Writer-director James Cameron has been planning the science fiction fantasy Avatar pretty much since yelling “I’m the king of the world!” during his acceptance speech at the 1998 Academy Awards where he nabbed the Best Director Oscar for the behemoth hit Titanic. On hiatus from Hollywood since, and hesitant to shoot Avatar any earlier because he didn’t feel the technology required to produce it was available, he waited, and it’s a good thing he did. He’s returned with a bang and has delivered a visually stunning masterpiece that is sure to alter the course of cinema for years to come.
In a distant future Earthlings are sent to the planet Pandora to mine for the highly expensive mineral unobtainium which is used as a form of energy on Earth. Pandora is full of lush plants and trees, wild, colourful (and dangerous) creatures, and the native inhabitants to the land — the Na’vi. The Na’vi are enormous blue beings with their own language and religious beliefs. They adore and protect the nature around them and will fight for it to the death. When the Earthlings begin to destroy Pandora during mining expeditions, the Na’vi fight back — killing off or injuring many of the human workers.
A group of scientists led by Dr. Grace Augustine (Sigourney Weaver) have been hired by the mining company SecFor to create “Avatars” of the Na’vi so the humans can infiltrate them. These surrogate bodies are created by mixing Na’vi and human DNA, and look just like a real Na’vi being. Each one is controlled by and connected to a particular human — and the Avatars even resemble their human counterparts to a certain degree. Dr. Augustine and her apprentice Norm (Joel Moore) have been using them for a long time to learn about the Na’vi culture and language as well as teach them English. Ex-Marine and paraplegic Jake Sully (Sam Worthington) had a twin brother who was part of the “Avatar” program but died in a tragic accident. Since his DNA matches Jake’s; Parker Selfridge (Giovanni Ribisi), the head administrator of SecFor, has brought him in to join Dr. Augustine’s team (against her wishes) and control the third “Avatar” body.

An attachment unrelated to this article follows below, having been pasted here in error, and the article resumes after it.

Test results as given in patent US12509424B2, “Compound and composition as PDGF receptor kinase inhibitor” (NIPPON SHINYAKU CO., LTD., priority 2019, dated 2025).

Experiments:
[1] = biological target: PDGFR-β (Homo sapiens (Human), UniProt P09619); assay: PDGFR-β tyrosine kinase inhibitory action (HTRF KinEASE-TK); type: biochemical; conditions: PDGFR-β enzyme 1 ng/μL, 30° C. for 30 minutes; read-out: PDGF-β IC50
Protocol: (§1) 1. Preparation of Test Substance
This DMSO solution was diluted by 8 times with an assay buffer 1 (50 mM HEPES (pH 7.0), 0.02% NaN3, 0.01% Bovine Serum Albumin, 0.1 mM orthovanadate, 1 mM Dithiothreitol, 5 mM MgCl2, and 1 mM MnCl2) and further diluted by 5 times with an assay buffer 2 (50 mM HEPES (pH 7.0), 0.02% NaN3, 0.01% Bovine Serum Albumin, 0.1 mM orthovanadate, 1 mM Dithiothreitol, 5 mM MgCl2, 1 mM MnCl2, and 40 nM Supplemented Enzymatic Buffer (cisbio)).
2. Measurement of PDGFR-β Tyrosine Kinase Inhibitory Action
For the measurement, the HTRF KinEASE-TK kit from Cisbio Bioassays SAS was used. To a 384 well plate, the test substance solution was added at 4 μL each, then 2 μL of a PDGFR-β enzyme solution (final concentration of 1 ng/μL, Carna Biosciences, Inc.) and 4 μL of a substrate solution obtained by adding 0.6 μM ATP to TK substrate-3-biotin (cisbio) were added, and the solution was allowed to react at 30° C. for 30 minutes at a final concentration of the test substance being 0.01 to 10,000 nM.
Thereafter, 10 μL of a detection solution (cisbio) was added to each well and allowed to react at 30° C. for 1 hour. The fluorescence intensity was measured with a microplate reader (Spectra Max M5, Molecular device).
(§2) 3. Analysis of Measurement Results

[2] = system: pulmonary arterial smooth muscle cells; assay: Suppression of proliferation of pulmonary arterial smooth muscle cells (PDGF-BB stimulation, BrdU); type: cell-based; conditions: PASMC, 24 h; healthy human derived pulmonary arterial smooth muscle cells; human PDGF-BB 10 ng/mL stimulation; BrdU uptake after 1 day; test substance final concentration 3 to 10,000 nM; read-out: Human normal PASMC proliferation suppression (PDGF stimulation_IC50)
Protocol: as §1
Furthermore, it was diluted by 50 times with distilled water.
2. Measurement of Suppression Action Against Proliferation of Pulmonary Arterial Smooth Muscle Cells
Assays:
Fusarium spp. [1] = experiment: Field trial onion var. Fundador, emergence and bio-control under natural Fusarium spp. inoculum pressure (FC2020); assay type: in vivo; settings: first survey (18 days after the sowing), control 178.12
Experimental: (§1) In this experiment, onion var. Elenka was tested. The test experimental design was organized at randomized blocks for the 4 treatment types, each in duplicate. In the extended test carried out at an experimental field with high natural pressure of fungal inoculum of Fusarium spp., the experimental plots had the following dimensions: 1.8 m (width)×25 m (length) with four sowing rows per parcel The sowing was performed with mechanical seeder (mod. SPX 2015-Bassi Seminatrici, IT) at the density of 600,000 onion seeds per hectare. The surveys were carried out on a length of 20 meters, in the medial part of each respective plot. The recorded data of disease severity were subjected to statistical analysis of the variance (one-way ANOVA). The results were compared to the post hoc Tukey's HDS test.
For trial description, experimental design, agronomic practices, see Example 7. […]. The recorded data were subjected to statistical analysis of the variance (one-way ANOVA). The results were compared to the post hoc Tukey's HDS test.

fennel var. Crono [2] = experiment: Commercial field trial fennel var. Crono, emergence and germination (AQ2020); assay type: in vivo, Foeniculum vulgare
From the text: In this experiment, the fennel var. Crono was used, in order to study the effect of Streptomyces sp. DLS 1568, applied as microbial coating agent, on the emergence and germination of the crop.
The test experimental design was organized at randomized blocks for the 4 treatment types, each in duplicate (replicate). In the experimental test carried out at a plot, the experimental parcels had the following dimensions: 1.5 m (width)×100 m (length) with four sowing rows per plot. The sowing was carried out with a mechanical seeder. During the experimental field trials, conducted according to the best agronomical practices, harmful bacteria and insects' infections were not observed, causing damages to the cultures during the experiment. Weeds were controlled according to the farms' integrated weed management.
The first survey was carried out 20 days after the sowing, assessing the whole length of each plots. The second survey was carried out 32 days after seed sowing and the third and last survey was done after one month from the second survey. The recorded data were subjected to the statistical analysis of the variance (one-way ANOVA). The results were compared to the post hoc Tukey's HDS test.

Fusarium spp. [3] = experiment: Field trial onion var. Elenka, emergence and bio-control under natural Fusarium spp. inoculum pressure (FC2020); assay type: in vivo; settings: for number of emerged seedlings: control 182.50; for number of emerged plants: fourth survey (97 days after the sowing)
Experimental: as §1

Jake is approached by head of SecFor security Col. Quaritch (Stephen Lang) who wants him to gather info on the Na’vi’s weaknesses and report back to him. Col. Quaritch also gives him a mission — get the Na’vi to move from their “Home Tree” (their village, which happens to sit on top of a huge amount of unobtainium) peacefully or they will have to resort to violence and blast them out, annihilating the species and everything else living on Pandora. He has three months to complete the task.
The first run Jake has in the “Avatar” body he’s separated from Dr. Augustine and Norm’s “Avatars” and ends up lost in the Pandora woods. Alone in the dark and with a few massive Pandoran creatures surrounding him he’s rescued by Neytiri (Zoe Saldana) — a young Na’vi woman who sees something magical in him. She takes him back to the “Home Tree” where her tribe decides if they should allow Jake, a hollow Na’vi replica, to live and learn with them. Upon learning Jake is a warrior they accept him and his training begins. He learns about their culture and history, how to speak like them, fight like them, and most importantly becomes one of their own. Although he’s feeding Col. Quaritch his notes, he’s also starting to have feelings for Neytiri, and the tribe in general, and is having a hard time living with the knowledge that they could all be wiped out. After the three months are up and the Na’vi won’t move the Earthlings stick with their plan and start bombing the “Home Tree”. Jake needs to decide whether to stay in his “Avatar” form to fight with them or abandon them and watch them die.